There’s sexual politics in ‘Rules of the Game’
Tuesday:Rules of the Game; (BBC One, 9pm)
You wait for months for the next Maxine Peake vehicle to come along and then what happens – two appear in quick succession.
Last week she popped up on ITV in the moving three-part drama Anne, in which she played Hillsborough campaigner Anne Williams. Now she’s nipping over to the Beeb for a four-part thriller that’s sure to get tongues wagging across the country.
Since first coming to the nation’s attention as Twinkle in Victoria Wood’s masterful sitcom dinnerladies, Peake has always been – and will continue to be – a woman in demand. However, it wasn’t always that way.
Despite spending her teenage years as a member of youth theatres and gaining experience in amateur dramatics, she found it difficult to land a place to study drama once she left school. It was until, at the age of 21, that Peake was accepted by Rada. Perhaps that relatively late start has meant that, in the years since, she’s grabbed every opportunity that came her way, determined to make a go of something that almost never happened.
Although her first major TV role was in a comedy, Peake’s biggest and most acclaimed projects since then have often been heavy dramas. She played Myra Hindley in See No Evil: The Moors Murders, portrayed a barrister in the legal drama Silk, featured in Mike Leigh’s Peterloo and had a leading role as a real-life health worker in Three Girls, about the Rochdale child sex abuse ring.
Never one to shy away from a challenge, Peake’s name is usually a mark of quality – which is why Rules of the Game should be listed as a ‘must-see’ by anybody looking for thought-provoking entertainment.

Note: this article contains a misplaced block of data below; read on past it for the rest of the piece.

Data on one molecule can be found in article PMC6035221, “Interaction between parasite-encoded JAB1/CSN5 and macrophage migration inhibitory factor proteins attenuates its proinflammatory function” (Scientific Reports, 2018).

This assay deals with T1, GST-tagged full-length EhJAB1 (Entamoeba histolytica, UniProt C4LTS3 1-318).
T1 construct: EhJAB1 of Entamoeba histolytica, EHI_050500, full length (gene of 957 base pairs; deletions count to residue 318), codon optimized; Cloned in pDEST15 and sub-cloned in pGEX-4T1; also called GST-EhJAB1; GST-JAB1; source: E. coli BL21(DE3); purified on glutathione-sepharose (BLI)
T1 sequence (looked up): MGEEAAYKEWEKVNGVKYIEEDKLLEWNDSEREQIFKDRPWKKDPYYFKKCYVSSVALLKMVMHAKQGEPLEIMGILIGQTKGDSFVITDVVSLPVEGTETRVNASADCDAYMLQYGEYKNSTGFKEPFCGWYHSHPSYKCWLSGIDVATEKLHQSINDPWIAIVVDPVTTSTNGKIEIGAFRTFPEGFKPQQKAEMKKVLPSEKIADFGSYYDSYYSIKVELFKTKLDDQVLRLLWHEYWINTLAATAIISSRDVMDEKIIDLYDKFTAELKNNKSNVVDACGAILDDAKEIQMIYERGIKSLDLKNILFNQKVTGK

Written by Ruth Fowler and directed by Jennifer Sheridan, who has previously worked on Cuckoo, The League of Gentlemen and her debut movie Rose – a Love Story, the tale takes place within a family run business in the north west of England.
Peake plays Sam, its hard-headed manager whose world is turned on its head when she arrives at work one day to find a dead body. She then begins piecing together the moments that led to her grisly discovery, beginning with the arrival of newly hired HR director Maya.
Sam tells her that nothing needs to change, and that the newcomer should concentrate on helping deal with the firm’s upcoming stock market flotation. But as reports of a toxic atmosphere begin filtering through, Maya decides to investigate what is going on behind the scenes.
“Working alongside my fellow sisters each day, with their commitment and understanding towards Ruth Fowler’s script about sexual politics in the workplace, with Jennifer Sheridan directing, has reminded me once again why we need to keep fighting for more women to have a voice in the filmmaking process,” says Peake.
Rakhee Thakrar, who co-stars as Maya, agrees: “It’s been pure joy working with this cast, who all bring such authenticity, heart and humour to any scene. Maxine Peake in particular has been an absolute highlight as our lead.”
Watch out too for Alison Steadman, Enola Holmes, Zoe Tapper and Ben Batt among the supporting cast.
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